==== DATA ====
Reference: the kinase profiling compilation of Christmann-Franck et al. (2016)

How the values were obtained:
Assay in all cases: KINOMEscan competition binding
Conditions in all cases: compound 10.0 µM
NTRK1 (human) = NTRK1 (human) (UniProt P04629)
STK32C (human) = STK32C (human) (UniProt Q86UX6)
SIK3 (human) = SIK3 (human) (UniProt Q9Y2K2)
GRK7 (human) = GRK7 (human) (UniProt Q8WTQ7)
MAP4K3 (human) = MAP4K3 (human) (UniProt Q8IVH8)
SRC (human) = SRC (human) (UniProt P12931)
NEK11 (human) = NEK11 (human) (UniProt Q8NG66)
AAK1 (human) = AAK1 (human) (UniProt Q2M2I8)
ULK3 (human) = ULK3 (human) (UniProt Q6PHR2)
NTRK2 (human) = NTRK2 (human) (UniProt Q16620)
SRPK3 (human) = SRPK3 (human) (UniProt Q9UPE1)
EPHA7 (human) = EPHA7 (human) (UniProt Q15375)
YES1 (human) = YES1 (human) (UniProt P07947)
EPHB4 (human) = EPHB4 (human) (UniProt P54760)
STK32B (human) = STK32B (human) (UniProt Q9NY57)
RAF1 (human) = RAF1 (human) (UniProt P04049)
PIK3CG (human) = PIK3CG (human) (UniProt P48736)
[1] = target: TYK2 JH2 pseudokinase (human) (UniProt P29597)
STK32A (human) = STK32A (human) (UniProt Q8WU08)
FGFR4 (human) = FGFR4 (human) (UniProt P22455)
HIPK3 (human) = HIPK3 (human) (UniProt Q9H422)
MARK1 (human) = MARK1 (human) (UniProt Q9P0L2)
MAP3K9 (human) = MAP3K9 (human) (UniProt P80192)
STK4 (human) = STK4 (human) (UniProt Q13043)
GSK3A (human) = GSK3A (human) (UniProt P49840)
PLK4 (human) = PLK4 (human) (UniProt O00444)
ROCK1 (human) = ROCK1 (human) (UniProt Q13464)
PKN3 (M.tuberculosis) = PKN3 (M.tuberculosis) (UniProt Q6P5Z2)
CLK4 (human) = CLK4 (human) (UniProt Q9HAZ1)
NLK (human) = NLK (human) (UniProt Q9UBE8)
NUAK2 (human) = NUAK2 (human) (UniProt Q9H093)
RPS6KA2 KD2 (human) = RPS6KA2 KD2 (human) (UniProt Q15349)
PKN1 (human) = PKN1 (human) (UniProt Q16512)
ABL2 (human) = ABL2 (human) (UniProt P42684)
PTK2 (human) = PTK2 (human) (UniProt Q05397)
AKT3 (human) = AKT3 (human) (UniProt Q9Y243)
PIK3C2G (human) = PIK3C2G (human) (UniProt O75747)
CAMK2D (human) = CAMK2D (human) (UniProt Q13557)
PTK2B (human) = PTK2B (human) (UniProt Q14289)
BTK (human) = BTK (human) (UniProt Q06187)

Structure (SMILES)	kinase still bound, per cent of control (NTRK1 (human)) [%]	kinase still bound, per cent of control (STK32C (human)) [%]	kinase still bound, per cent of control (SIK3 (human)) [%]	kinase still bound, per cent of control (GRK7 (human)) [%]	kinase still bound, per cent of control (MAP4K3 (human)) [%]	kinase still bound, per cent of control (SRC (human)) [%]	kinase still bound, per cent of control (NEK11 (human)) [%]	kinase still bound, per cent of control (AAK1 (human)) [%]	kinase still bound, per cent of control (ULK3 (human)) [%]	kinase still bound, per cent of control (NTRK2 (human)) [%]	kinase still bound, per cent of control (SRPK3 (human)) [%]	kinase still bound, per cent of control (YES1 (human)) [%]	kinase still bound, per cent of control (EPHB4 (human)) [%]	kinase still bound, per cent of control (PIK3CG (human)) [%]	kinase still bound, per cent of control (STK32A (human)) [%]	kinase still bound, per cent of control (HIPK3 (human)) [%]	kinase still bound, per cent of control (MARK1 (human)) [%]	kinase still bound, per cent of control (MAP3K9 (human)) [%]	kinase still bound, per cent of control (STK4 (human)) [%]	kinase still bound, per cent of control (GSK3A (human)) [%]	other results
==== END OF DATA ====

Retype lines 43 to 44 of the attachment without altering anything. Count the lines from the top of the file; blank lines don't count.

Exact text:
PTK2B (human) = PTK2B (human) (UniProt Q14289)
BTK (human) = BTK (human) (UniProt Q06187)